An obvious indication of the future rising here; Daniel Bryan not only beat Triple H, but then went onto defeat Randy Orton AND Batista in the same night to win the WWE World Heavyweight Championship. WWE’s hottest acquisition beat three future Hall of Famers in one night, and to top it all off, he did it on the grandest stage of them all. If evolution ever came to an end, it would be now.WrestleMania-Daniel-Bryan

The Hounds claw their way forward

Not much to be said here. The result of The Shield vs The New Age Outlaws and Kane was another obvious indication of the WWE promoting its current echelon of stars so that the company can continue to gracefully exist in its new era.

But…what about The Wyatt Family?

Bray Wyatt’s loss to John Cena should not be looked upon as a contradiction this theory. Firstly, it would’ve been too soon for Bray to win against WWE’s poster boy. Secondly, The Wyatts have been given a huge push already, and there’s no doubt that by next year’s ‘Mania, they’ll be even bigger than they are now. Last of all, John Cena may not be a ‘new guy’, but he’s certainly far from done. He’ll be like the Taker of the next generation – a living legend that up and coming Superstars will strive to beat to get themselves noticed. The Wyatts will most-definitly be part of the future. All in good time.

RAW after ‘Mania

paigeWithout going into too much detail here, it’s safe to say that this RAW really made it clear that the future of the WWE is near, and that a new era is beginning. Alexander Rusev made his long-awaited in-ring RAW debut, and annoying Adam Rose and corny Bo Dallas vignettes were scattered throughout the show. The biggest story of the show, however, was twenty-one-year-old NXT Diva, Paige, who interrupted AJ Lee and nabbed the Diva’s Championship off of her. While many can agree that she shouldn’t have won the gold just yet, you can be sure that WWE has its future in sight. Let’s not forget about Cesaro becoming a ‘Paul Heyman guy’ as well, joining the likes of CM Punk and his 434-day title-reign, and Brock Lesnar’s defeating of ‘The Streak’. Before you say it, let’s leave Curtis Axel out of this one, shall we?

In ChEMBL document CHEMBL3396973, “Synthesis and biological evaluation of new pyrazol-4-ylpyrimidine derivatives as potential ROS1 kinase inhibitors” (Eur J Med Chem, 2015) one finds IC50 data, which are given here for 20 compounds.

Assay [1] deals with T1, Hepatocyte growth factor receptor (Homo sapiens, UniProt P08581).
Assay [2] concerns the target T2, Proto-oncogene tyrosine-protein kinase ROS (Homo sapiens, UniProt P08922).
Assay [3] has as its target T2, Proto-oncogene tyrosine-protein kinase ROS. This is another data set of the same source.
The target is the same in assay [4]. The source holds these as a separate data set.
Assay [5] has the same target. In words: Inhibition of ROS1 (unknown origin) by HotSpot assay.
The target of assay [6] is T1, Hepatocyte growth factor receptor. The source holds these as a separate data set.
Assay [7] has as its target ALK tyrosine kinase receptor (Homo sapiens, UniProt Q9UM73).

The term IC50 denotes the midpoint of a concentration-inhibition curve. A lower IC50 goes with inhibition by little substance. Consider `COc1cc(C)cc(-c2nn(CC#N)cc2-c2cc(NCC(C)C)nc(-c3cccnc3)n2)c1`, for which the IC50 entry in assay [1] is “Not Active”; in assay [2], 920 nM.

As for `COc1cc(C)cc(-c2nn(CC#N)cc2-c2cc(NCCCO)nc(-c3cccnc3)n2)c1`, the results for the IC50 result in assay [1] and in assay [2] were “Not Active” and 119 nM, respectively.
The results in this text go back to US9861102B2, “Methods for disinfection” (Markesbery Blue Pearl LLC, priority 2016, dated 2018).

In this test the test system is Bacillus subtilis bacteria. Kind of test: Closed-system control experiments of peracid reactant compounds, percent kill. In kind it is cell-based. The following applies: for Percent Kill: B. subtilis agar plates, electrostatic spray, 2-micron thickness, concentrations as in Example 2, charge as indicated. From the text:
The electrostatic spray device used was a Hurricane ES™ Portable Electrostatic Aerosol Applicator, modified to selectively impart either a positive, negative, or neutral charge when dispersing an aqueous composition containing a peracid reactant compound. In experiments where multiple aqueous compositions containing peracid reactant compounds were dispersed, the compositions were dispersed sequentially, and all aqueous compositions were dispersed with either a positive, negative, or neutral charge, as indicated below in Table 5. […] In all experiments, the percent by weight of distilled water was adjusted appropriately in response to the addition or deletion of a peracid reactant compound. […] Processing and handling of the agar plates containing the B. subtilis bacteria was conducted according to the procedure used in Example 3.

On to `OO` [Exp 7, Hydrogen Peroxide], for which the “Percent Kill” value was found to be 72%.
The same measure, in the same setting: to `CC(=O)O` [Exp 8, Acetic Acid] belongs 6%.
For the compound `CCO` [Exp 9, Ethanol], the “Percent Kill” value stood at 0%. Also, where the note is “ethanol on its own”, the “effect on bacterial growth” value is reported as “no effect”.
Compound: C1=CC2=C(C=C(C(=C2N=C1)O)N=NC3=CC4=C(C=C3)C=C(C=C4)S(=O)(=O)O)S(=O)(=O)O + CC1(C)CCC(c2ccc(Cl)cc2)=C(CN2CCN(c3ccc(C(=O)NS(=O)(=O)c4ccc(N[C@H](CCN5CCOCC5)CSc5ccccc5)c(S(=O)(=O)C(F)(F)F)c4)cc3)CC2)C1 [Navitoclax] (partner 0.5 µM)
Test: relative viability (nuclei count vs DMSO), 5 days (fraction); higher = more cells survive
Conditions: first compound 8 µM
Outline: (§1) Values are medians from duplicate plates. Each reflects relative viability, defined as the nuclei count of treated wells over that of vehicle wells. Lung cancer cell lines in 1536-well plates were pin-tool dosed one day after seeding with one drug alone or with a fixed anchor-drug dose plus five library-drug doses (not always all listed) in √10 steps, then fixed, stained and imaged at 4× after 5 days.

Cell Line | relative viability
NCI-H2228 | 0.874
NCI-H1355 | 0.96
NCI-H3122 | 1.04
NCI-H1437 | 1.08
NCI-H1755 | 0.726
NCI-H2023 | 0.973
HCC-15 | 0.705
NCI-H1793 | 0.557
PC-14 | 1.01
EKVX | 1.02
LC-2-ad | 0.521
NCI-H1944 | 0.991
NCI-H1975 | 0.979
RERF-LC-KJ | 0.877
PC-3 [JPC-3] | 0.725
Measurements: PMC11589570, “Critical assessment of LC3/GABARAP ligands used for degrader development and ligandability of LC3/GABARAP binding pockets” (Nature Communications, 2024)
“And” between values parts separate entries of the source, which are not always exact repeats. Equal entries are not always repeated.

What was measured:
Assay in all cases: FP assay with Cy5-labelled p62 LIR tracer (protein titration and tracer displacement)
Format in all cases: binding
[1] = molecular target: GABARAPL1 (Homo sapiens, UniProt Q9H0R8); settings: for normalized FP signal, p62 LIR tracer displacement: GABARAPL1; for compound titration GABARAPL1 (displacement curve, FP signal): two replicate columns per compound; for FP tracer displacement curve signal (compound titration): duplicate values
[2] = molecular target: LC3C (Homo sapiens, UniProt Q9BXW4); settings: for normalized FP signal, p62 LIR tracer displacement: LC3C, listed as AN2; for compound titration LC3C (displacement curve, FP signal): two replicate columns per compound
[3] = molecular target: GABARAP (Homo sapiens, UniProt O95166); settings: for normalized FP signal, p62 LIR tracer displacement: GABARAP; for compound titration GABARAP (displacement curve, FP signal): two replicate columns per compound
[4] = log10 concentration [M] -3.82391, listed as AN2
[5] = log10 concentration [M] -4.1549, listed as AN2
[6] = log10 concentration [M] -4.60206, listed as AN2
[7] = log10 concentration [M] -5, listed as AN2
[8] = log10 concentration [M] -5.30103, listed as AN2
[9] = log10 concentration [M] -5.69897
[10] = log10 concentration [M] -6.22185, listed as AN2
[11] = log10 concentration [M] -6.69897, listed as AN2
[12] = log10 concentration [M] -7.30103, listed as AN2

The late great Ultimate Warrior also said his final words in the public-eye, which mentioned the current-future WWE locker room: “In the back I see many potential legends. Some of them with warrior spirits. And you will do the same for them. You will decide if they lived with the passion and intensity. So much so that you will tell your stories and you will make them legends, as well.” Don’t be surprised if next year’s WrestleMania contains less matches with legends and more with the current roster.

To conclude, many of this week’s events in the WWE have indicated a potential shifting of era. Stars of the past have ended their reigns, current stars are further securing their spots, and new stars are gradually making their way-in and stealing the show. It seems as if we’re currently experiencing the transition into a new era. It certainly has been a game-changing week for the WWE, and is definitely an exciting time to be a fan.

May I also take this opportunity to wish Warrior’s (James Hellwig’s) family and friends all the very best. Rest in peace Ultimate Warrior, we appreciate what you have done for this business. tafkagadotcom-rip-ultimate-warrior

Do you agree? Can you sense the transition? Let’s hear your thoughts below!

Please note that these images are each owned by their respective owners, I do not own any of them. No copyright infringement is intended. 

Faction or fiction: Are The Shield unbreakable?

It’s fair to say that The Shield are WWE’s hottest asset right now. I mean come on, they’re strong, dominant, and have a bad-ass theme song and entrance. But surely there’s something more to them that has led to their ever-growing popularity. This article aims to analyse the reasons as to why The Shield have become a huge success, by comparing them with the stables of professional wrestling’s extensive past.  

The ‘main’ guy